Monday, August 26, 2013

Post-Fukushima Japan:

Unseen Impacts

I am often struck by comments I hear that the shutdown of most of the nuclear power plants in Japan hasn't seemed to have much of an impact.  The country continues to function, after all, doesn't it?  People are not dying in masses on the streets because of lack of heat in the winter, are they?

True, a lot of conservation measures have been taken.  Building hallways are darker and offices are warmer in the summer, but on the surface, everything looks like it is perking along more or less as usual.

What people do not realize, of course, is that the most serious effects are basically invisible to most of the people most of the time.  A couple of weeks ago, a report came out that Japan's carbon dioxide intensity in FY2012 far exceeded the levels achieved in the past when all the nuclear power plants were in operation.  This put Japan far beyond the carbon reduction targets they'd previously targeted to achieve.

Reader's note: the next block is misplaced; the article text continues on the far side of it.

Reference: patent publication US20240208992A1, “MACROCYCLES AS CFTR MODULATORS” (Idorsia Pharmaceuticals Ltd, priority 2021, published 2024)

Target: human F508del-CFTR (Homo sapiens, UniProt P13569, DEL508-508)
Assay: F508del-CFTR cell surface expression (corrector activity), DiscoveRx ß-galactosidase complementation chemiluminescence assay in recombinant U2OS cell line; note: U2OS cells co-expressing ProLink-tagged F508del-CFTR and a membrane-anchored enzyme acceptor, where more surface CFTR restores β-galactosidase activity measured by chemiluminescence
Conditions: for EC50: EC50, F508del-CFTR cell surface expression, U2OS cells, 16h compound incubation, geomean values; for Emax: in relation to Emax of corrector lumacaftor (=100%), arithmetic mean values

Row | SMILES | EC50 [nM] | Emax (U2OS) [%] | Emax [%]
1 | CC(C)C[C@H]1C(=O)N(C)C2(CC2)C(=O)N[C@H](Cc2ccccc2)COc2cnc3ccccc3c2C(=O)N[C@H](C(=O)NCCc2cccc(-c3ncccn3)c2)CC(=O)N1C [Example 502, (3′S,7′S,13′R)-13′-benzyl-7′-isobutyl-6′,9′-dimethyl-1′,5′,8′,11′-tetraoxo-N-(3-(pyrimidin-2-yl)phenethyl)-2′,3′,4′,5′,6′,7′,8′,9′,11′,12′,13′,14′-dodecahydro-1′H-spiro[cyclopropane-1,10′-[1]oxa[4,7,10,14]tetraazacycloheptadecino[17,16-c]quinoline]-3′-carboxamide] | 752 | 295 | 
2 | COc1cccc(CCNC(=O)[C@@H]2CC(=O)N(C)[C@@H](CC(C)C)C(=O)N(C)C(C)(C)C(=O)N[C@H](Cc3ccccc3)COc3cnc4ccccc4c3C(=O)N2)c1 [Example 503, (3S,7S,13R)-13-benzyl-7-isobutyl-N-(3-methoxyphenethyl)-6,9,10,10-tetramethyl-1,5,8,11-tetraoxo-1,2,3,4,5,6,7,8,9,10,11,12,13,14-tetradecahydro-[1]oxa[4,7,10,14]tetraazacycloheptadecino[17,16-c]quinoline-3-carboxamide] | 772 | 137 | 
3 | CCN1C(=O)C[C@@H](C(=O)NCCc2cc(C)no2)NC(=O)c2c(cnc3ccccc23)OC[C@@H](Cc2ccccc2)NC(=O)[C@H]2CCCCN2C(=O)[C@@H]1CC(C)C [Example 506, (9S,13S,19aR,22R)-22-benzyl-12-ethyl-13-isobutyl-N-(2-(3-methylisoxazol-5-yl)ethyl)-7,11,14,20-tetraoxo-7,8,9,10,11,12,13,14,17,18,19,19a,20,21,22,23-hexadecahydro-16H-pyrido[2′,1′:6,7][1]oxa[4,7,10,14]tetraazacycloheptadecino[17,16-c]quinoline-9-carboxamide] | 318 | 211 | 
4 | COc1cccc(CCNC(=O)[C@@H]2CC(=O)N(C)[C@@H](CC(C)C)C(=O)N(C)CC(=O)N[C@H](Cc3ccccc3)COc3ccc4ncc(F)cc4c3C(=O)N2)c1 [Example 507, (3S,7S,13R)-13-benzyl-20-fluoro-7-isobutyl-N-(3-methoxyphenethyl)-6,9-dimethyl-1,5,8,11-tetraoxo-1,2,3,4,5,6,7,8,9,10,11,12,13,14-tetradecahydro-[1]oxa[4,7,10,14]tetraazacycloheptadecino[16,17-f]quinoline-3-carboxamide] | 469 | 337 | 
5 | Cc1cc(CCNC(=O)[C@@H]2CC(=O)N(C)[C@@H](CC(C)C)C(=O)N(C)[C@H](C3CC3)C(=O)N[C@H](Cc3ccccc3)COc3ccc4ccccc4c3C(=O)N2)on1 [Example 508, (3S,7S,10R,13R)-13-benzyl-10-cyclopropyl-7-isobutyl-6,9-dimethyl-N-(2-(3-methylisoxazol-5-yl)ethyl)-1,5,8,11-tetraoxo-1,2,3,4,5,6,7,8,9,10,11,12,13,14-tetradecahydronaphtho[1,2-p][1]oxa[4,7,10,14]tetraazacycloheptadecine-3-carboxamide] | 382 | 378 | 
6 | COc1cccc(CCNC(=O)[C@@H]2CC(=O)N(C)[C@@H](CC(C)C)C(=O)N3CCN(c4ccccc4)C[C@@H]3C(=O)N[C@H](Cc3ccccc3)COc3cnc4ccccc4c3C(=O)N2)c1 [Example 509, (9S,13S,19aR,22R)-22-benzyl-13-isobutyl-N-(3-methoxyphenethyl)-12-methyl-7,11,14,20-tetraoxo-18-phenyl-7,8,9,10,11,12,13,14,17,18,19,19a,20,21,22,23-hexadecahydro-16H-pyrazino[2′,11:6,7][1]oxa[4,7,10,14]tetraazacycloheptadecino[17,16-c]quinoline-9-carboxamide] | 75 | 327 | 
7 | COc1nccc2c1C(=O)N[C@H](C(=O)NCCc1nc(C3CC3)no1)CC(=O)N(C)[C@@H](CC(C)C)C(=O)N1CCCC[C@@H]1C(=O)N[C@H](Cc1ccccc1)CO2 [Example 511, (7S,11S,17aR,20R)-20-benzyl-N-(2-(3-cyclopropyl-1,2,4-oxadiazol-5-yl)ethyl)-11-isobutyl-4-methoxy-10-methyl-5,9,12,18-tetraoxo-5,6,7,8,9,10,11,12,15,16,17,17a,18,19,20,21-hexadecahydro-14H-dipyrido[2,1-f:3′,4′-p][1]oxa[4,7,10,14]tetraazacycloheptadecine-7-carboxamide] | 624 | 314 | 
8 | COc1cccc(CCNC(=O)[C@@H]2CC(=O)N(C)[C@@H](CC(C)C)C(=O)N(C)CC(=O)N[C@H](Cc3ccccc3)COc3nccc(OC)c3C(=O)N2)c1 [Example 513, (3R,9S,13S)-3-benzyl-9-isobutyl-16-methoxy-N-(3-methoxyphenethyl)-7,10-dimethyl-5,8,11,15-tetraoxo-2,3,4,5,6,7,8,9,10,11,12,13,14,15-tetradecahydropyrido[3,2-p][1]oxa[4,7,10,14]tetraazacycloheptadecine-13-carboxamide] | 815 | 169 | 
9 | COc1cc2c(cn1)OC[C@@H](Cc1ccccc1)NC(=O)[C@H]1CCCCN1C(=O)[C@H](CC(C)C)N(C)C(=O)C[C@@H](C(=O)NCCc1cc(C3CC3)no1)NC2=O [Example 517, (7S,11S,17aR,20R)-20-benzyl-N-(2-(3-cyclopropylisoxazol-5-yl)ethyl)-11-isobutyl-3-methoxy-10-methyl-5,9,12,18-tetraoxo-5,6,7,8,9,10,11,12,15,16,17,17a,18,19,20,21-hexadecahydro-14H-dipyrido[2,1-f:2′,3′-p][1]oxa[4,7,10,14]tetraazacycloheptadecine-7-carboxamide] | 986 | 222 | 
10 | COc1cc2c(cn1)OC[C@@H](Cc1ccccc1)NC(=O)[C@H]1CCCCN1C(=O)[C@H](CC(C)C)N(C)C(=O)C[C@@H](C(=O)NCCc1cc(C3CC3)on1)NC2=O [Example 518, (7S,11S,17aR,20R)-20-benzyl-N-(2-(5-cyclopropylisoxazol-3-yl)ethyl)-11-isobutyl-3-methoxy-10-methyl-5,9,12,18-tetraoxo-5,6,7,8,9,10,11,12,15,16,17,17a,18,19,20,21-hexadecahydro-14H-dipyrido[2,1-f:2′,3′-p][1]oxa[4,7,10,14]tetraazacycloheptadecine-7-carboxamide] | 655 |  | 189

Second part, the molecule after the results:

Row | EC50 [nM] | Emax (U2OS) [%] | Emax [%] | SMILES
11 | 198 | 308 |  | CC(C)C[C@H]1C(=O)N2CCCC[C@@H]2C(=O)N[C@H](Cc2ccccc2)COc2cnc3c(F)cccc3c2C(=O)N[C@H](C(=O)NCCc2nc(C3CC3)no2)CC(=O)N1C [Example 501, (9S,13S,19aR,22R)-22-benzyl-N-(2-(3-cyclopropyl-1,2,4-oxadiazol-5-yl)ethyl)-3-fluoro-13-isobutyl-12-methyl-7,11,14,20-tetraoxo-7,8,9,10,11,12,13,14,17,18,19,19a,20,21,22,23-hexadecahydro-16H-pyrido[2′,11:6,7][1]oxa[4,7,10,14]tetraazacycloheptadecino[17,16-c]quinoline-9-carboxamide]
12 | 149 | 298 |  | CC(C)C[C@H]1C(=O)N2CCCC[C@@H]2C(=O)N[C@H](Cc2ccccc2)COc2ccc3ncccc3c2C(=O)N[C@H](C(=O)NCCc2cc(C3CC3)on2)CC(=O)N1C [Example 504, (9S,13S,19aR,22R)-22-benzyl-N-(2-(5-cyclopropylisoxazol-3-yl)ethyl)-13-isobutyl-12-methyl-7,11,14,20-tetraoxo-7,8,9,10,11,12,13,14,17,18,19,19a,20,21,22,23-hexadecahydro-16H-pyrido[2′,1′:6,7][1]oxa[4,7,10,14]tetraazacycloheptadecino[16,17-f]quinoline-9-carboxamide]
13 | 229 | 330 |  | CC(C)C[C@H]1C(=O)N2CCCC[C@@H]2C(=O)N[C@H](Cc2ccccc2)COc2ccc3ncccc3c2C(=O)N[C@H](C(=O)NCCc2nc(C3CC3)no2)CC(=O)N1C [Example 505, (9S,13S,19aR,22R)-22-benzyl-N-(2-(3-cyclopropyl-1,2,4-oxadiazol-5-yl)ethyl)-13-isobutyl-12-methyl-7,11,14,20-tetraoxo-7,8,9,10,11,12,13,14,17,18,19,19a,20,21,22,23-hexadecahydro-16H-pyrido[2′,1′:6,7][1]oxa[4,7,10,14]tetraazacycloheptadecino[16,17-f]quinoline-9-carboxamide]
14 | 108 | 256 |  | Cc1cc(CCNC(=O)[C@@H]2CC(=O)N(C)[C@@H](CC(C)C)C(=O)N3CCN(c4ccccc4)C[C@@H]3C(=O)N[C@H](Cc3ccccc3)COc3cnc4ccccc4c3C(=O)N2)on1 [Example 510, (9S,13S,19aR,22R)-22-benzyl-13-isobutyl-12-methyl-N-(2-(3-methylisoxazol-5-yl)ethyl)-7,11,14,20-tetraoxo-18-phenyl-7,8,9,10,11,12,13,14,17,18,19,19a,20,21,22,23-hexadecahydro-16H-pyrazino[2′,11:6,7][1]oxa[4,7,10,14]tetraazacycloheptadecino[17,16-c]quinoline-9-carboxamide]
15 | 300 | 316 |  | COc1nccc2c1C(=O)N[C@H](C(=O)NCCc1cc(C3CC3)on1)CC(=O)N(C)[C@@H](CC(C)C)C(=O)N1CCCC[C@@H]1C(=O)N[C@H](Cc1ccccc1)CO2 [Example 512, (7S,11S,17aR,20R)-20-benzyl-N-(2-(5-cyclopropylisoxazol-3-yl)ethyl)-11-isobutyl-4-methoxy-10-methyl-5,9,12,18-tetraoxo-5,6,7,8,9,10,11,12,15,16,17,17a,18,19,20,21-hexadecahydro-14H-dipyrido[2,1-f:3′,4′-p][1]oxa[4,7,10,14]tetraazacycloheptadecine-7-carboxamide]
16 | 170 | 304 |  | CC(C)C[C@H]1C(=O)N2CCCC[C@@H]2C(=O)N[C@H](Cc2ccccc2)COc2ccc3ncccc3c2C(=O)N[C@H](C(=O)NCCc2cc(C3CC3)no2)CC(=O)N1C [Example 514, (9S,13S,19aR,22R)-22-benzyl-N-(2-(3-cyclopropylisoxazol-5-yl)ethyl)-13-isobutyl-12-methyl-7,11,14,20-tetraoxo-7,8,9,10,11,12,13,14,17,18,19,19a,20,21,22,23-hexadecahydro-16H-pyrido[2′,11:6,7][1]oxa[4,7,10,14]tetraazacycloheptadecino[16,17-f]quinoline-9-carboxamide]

This finding should not be surprising, because what Japan has done to keep the country functioning is to ramp up the use of fossil fuels.  The public may feel that it is mainly their efforts to conserve energy, and the sacrifices of their comfort and convenience, that are allowing them to function without nuclear plants.  However, in reality, a far larger effect has been the replacement of nuclear power by fossil-fired power plants.

There are other impacts as well.  The higher costs of energy have had effects on the economy.  For example, jobs have moved overseas as the cost and availability of energy made it less economical to manufacture goods in Japan.  These causes and effects are also not readily visible to the average person.

Unfortunately, the fact that things look generally OK on the surface makes it easy for the Japanese public to believe that they can continue to function without returning their nuclear power plants to service.  As long as they think that just notching the thermostat up or down a little will do the job, it will be difficult to get people to understand the need for nuclear power. 


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